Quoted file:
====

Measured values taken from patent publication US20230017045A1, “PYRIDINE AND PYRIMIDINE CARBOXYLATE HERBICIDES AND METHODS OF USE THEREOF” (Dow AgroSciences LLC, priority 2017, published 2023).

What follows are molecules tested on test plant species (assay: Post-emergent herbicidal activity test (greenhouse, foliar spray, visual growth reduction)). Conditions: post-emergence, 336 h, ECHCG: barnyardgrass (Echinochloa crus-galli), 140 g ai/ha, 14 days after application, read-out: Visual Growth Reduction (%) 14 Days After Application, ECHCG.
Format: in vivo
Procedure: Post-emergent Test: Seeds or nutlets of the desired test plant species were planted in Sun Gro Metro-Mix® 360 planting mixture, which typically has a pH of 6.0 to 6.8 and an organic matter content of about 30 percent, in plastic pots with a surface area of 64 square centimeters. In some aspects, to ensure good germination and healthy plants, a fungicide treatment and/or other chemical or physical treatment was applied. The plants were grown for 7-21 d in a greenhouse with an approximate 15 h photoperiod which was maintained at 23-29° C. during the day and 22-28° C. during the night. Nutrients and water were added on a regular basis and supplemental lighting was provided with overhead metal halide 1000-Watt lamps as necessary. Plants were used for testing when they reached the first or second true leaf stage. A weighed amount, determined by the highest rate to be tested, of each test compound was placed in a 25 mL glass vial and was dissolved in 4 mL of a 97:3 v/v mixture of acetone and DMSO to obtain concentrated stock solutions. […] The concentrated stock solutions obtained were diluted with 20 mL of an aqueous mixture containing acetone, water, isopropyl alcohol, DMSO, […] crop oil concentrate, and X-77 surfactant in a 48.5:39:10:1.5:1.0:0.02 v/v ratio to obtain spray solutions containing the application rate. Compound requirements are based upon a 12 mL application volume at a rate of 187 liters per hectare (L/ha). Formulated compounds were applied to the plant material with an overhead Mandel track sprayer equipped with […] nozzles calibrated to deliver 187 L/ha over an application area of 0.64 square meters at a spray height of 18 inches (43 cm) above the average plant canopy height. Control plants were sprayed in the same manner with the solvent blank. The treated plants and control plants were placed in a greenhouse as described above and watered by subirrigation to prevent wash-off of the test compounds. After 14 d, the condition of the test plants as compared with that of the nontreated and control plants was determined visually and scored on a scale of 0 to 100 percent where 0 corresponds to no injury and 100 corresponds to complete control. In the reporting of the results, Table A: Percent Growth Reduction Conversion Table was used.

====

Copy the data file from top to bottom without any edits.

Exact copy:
Measured values taken from patent publication US20230017045A1, “PYRIDINE AND PYRIMIDINE CARBOXYLATE HERBICIDES AND METHODS OF USE THEREOF” (Dow AgroSciences LLC, priority 2017, published 2023).

What follows are molecules tested on test plant species (assay: Post-emergent herbicidal activity test (greenhouse, foliar spray, visual growth reduction)). Conditions: post-emergence, 336 h, ECHCG: barnyardgrass (Echinochloa crus-galli), 140 g ai/ha, 14 days after application, read-out: Visual Growth Reduction (%) 14 Days After Application, ECHCG.
Format: in vivo
Procedure: Post-emergent Test: Seeds or nutlets of the desired test plant species were planted in Sun Gro Metro-Mix® 360 planting mixture, which typically has a pH of 6.0 to 6.8 and an organic matter content of about 30 percent, in plastic pots with a surface area of 64 square centimeters. In some aspects, to ensure good germination and healthy plants, a fungicide treatment and/or other chemical or physical treatment was applied. The plants were grown for 7-21 d in a greenhouse with an approximate 15 h photoperiod which was maintained at 23-29° C. during the day and 22-28° C. during the night. Nutrients and water were added on a regular basis and supplemental lighting was provided with overhead metal halide 1000-Watt lamps as necessary. Plants were used for testing when they reached the first or second true leaf stage. A weighed amount, determined by the highest rate to be tested, of each test compound was placed in a 25 mL glass vial and was dissolved in 4 mL of a 97:3 v/v mixture of acetone and DMSO to obtain concentrated stock solutions. […] The concentrated stock solutions obtained were diluted with 20 mL of an aqueous mixture containing acetone, water, isopropyl alcohol, DMSO, […] crop oil concentrate, and X-77 surfactant in a 48.5:39:10:1.5:1.0:0.02 v/v ratio to obtain spray solutions containing the application rate. Compound requirements are based upon a 12 mL application volume at a rate of 187 liters per hectare (L/ha). Formulated compounds were applied to the plant material with an overhead Mandel track sprayer equipped with […] nozzles calibrated to deliver 187 L/ha over an application area of 0.64 square meters at a spray height of 18 inches (43 cm) above the average plant canopy height. Control plants were sprayed in the same manner with the solvent blank. The treated plants and control plants were placed in a greenhouse as described above and watered by subirrigation to prevent wash-off of the test compounds. After 14 d, the condition of the test plants as compared with that of the nontreated and control plants was determined visually and scored on a scale of 0 to 100 percent where 0 corresponds to no injury and 100 corresponds to complete control. In the reporting of the results, Table A: Percent Growth Reduction Conversion Table was used.